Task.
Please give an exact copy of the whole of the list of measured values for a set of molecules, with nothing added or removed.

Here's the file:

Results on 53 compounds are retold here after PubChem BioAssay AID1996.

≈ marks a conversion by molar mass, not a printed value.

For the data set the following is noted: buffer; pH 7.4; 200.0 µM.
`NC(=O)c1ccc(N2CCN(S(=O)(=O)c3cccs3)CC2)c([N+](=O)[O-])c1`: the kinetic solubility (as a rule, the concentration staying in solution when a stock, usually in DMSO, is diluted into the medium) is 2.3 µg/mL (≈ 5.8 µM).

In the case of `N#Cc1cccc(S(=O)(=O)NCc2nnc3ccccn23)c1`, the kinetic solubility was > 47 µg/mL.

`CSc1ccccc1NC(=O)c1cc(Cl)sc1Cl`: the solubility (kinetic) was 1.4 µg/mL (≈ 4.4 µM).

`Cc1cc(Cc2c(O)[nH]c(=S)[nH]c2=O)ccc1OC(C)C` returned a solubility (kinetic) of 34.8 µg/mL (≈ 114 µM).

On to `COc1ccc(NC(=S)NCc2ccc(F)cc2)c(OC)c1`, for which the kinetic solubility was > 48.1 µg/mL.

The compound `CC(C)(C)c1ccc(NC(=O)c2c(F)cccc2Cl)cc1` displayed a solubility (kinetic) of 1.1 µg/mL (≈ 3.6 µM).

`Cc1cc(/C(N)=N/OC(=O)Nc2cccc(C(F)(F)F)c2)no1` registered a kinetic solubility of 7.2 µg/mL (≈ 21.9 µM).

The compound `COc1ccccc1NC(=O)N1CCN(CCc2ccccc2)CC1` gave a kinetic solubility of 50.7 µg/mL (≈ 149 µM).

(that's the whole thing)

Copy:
Results on 53 compounds are retold here after PubChem BioAssay AID1996.

≈ marks a conversion by molar mass, not a printed value.

For the data set the following is noted: buffer; pH 7.4; 200.0 µM.
`NC(=O)c1ccc(N2CCN(S(=O)(=O)c3cccs3)CC2)c([N+](=O)[O-])c1`: the kinetic solubility (as a rule, the concentration staying in solution when a stock, usually in DMSO, is diluted into the medium) is 2.3 µg/mL (≈ 5.8 µM).

In the case of `N#Cc1cccc(S(=O)(=O)NCc2nnc3ccccn23)c1`, the kinetic solubility was > 47 µg/mL.

`CSc1ccccc1NC(=O)c1cc(Cl)sc1Cl`: the solubility (kinetic) was 1.4 µg/mL (≈ 4.4 µM).

`Cc1cc(Cc2c(O)[nH]c(=S)[nH]c2=O)ccc1OC(C)C` returned a solubility (kinetic) of 34.8 µg/mL (≈ 114 µM).

On to `COc1ccc(NC(=S)NCc2ccc(F)cc2)c(OC)c1`, for which the kinetic solubility was > 48.1 µg/mL.

The compound `CC(C)(C)c1ccc(NC(=O)c2c(F)cccc2Cl)cc1` displayed a solubility (kinetic) of 1.1 µg/mL (≈ 3.6 µM).

`Cc1cc(/C(N)=N/OC(=O)Nc2cccc(C(F)(F)F)c2)no1` registered a kinetic solubility of 7.2 µg/mL (≈ 21.9 µM).

The compound `COc1ccccc1NC(=O)N1CCN(CCc2ccccc2)CC1` gave a kinetic solubility of 50.7 µg/mL (≈ 149 µM).